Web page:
Greenway Medical (GWAY) IPO Suggests Big Opportunities For EMR Vendors

While there’s a number of  large, publicly-traded EMR vendors out there — General Electric (NASDAQ: GE) and Cerner (NASDAQ: CERN) immediately come to mind — to date we haven’t seen many mid-sized or small companies kick off an initial public offering. But one medium-sized EMR/practice management vendor has broken the mold.

Today, Greenway Medical Technologies (NASDAQ: GWAY) took the plunge , pulling in $67 million to fund its operations. While the company had hoped to raise $100 million, its take is nothing to sneeze at. Health IT is a tricky investment, even for pros like yourselves, readers, and institutional investors in particular are a conservative bunch. The fact that they’re spending on a risky business means a lot.

Greenway, whose EMR is bundled with practice management software, had one heck of a ride today, with its stock climbing 30 percent during its first day of trading. The company sold 6.7 million shares at prices below its expected $11 to $13 range, diluting its intake somewhat, but the stock closed at a promising $13 per share.

The Carrollton, Ga.-based vendor has certainly done well in recent times. According to insider Wall Street blog Seeking Alpha, Greenway revenues shot up 55 percent, to $25.7 million, during the last quarter of operations. Operating margins went from negative to a positive 2 percent, which is at least a start.  Its biggest cash generator during the quarter was licensing revenue, which climbed 49 percent.

What’s interesting about this IPO isn’t just the fact that it ended well for Greenway. After all, it did take in less than planned, and the Wall Street crowd justifiably wonders how it will fare in a mind-boggling competitive market.  But it’s worth asking whether Greenway did better because it bundles both an EMR and practice management tools. Did the fact that Greenway wasn’t relying solely on EMR revenue contribute to its growth and financial success?  It would be interesting to find out, as that might help predict whether the bundled model is especially popular with physicians.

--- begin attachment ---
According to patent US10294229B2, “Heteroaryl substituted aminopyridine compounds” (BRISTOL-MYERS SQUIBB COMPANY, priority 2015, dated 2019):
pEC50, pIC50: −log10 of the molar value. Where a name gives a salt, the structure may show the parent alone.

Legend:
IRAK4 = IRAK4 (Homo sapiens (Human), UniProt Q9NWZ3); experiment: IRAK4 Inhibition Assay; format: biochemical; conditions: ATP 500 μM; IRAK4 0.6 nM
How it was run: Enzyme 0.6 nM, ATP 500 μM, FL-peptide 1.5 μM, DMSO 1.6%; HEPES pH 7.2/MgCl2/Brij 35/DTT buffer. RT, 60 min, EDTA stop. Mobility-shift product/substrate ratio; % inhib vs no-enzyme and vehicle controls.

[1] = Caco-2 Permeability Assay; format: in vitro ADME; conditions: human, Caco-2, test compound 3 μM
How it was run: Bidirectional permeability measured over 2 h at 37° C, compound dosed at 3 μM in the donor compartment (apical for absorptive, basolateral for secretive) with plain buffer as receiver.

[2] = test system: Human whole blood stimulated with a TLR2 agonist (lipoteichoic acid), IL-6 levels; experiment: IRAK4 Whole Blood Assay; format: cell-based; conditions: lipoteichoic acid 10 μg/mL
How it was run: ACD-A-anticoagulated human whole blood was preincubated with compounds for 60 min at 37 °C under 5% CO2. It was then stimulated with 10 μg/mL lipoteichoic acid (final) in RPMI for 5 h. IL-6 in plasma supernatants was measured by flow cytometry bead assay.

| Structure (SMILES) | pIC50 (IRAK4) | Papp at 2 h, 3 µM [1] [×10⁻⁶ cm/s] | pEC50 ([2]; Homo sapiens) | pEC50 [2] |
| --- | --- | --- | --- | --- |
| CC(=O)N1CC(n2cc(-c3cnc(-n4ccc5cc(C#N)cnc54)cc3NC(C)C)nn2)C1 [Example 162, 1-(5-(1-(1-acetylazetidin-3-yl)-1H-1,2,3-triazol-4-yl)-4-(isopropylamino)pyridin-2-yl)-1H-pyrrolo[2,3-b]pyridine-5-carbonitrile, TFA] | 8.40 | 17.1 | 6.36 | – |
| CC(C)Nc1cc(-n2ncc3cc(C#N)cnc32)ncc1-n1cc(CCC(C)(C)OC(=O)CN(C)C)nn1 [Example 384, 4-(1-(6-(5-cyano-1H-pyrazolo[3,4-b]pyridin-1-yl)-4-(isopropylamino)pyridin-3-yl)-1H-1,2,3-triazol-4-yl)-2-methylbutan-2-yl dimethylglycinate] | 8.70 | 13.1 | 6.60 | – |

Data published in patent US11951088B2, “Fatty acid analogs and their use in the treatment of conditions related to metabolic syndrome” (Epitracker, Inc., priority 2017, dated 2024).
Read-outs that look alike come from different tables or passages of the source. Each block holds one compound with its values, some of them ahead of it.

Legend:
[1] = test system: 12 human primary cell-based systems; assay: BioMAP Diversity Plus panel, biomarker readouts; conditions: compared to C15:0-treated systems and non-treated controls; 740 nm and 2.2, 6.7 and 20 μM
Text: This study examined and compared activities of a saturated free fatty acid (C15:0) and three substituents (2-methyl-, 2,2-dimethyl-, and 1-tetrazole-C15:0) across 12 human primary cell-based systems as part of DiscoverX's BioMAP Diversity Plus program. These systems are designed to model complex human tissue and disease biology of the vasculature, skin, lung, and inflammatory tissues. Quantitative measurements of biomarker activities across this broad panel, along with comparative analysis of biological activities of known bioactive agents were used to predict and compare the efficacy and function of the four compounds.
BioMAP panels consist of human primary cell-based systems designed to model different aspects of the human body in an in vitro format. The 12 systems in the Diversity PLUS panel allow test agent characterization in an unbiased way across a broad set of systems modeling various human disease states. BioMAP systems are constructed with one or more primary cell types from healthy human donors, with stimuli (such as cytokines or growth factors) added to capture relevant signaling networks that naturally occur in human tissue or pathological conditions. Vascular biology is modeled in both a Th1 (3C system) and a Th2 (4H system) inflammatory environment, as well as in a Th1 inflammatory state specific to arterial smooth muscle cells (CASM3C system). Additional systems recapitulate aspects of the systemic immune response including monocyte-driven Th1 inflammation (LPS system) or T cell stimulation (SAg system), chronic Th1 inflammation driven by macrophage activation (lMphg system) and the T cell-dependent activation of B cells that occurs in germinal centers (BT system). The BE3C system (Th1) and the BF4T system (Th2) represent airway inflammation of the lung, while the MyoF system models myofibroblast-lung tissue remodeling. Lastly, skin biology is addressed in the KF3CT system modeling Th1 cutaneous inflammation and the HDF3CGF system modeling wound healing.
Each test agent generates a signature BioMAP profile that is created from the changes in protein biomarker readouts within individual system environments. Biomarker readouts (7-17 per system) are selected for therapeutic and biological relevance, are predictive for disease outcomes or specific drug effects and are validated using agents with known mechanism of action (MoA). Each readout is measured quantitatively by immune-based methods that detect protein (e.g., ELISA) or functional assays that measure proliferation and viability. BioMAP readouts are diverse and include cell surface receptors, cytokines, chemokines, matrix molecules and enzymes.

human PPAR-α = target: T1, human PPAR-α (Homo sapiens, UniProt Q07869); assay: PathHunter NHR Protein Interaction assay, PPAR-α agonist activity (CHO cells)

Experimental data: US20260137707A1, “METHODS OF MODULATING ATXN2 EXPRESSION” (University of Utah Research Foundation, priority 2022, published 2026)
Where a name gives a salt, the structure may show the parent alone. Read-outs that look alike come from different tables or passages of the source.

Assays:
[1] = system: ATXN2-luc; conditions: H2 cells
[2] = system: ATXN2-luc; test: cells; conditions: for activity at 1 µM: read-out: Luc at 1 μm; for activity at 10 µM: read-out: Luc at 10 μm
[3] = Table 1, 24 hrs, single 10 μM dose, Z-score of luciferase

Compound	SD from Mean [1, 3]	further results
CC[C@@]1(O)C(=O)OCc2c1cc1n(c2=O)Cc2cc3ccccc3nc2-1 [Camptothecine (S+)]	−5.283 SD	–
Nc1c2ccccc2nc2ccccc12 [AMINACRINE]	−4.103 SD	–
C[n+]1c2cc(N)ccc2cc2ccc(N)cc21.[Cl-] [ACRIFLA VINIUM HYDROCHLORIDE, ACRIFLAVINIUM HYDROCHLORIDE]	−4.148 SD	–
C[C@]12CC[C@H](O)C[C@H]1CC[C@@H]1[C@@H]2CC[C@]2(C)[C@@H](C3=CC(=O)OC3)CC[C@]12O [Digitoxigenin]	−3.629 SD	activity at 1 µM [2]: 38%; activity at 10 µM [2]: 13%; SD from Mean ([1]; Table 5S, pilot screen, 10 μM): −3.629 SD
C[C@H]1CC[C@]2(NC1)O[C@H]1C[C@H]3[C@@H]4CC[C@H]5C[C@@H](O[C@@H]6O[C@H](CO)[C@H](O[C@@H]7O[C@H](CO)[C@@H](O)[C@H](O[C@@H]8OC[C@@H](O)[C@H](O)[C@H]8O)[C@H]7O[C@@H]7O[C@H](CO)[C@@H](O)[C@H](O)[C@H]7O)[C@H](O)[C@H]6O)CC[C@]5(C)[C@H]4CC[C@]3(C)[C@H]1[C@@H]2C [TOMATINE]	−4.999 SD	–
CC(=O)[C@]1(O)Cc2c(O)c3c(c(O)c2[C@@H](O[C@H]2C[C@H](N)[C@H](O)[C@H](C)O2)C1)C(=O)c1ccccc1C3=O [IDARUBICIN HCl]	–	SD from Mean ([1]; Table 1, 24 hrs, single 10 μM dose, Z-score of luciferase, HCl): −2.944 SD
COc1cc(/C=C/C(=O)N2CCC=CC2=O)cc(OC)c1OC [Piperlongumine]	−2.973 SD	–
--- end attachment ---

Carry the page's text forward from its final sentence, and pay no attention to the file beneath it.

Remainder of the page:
As for those who’d seek to imitate Greenway, they may have a chance if they move soon. Seeking Alpha editors think HITECH will still pump enough money into the EMR market to make these companies a reasonable investment. And given how many doctors and hospitals are still struggling to put EMRs in place, I have to agree.  In fact, given that an amazing number of hospitals and medical practices junk their first EMR, there may be a whole second wave of opportunity within three to five years.

All told, if the market’s response to a smallish IPO is any indication, you can expect a bunch of other EMR players to follow in its footsteps.  I’m thinking it will be companies in the $100m to $200m range, as they’re small enough to need capital (much cheaper capital than banks offer these days!) and nimble enough to benefit from the cash influx. Stay tuned and in coming months, I’ll tell you which other EMR and HIT companies I’m betting will climb onto the launch pad.

About the author

Anne Zieger

Anne Zieger

Anne Zieger is a healthcare journalist who has written about the industry for 30 years. Her work has appeared in all of the leading healthcare industry publications, and she's served as editor in chief of several healthcare B2B sites.